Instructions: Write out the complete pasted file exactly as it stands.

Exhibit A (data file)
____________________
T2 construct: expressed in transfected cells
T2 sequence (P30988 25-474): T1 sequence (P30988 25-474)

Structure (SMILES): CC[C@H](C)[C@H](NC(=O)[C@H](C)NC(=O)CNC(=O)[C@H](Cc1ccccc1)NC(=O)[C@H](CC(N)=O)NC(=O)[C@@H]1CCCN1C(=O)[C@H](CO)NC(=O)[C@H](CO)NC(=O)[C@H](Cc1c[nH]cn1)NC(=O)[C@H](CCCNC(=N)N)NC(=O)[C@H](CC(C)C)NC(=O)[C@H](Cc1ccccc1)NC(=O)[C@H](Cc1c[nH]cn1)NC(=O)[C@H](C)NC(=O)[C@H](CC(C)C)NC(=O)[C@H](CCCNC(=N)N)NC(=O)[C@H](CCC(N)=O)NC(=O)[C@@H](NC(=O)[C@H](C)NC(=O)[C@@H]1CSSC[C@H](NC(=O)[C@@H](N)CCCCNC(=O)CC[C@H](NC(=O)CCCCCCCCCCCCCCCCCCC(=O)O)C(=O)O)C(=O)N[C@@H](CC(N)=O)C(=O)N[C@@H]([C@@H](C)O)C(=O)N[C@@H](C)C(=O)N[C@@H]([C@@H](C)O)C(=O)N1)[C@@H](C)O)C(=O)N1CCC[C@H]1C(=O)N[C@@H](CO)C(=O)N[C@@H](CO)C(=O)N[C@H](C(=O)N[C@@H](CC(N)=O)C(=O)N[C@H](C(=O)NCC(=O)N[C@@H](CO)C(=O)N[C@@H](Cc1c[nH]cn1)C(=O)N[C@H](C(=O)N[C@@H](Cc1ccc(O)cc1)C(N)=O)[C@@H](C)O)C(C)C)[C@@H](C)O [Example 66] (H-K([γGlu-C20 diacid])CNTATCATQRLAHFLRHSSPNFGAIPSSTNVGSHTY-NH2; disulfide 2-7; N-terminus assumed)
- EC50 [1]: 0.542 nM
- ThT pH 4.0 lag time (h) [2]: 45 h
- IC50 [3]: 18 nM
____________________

T2 construct: expressed in transfected cells
T2 sequence (P30988 25-474): T1 sequence (P30988 25-474)

Structure (SMILES): CC[C@H](C)[C@H](NC(=O)[C@H](C)NC(=O)CNC(=O)[C@H](Cc1ccccc1)NC(=O)[C@H](CC(N)=O)NC(=O)[C@@H]1CCCN1C(=O)[C@H](CO)NC(=O)[C@H](CO)NC(=O)[C@H](Cc1c[nH]cn1)NC(=O)[C@H](CCCNC(=N)N)NC(=O)[C@H](CC(C)C)NC(=O)[C@H](Cc1ccccc1)NC(=O)[C@H](Cc1c[nH]cn1)NC(=O)[C@H](C)NC(=O)[C@H](CC(C)C)NC(=O)[C@H](CCCNC(=N)N)NC(=O)[C@H](CCC(N)=O)NC(=O)[C@@H](NC(=O)[C@H](C)NC(=O)[C@@H]1CSSC[C@H](NC(=O)[C@@H](N)CCCCNC(=O)CC[C@H](NC(=O)CCCCCCCCCCCCCCCCCCC(=O)O)C(=O)O)C(=O)N[C@@H](CC(N)=O)C(=O)N[C@@H]([C@@H](C)O)C(=O)N[C@@H](C)C(=O)N[C@@H]([C@@H](C)O)C(=O)N1)[C@@H](C)O)C(=O)N1CCC[C@H]1C(=O)N[C@@H](CO)C(=O)N[C@@H](CO)C(=O)N[C@H](C(=O)N[C@@H](CC(N)=O)C(=O)N[C@H](C(=O)NCC(=O)N[C@@H](CO)C(=O)N[C@@H](Cc1c[nH]cn1)C(=O)N[C@H](C(=O)N[C@@H](Cc1ccc(O)cc1)C(N)=O)[C@@H](C)O)C(C)C)[C@@H](C)O [Example 66] (H-K([γGlu-C20 diacid])CNTATCATQRLAHFLRHSSPNFGAIPSSTNVGSHTY-NH2; disulfide 2-7; N-terminus assumed)
- EC50 [1]: 0.542 nM
- ThT pH 4.0 lag time (h) [2]: 45 h
- IC50 [3]: 18 nM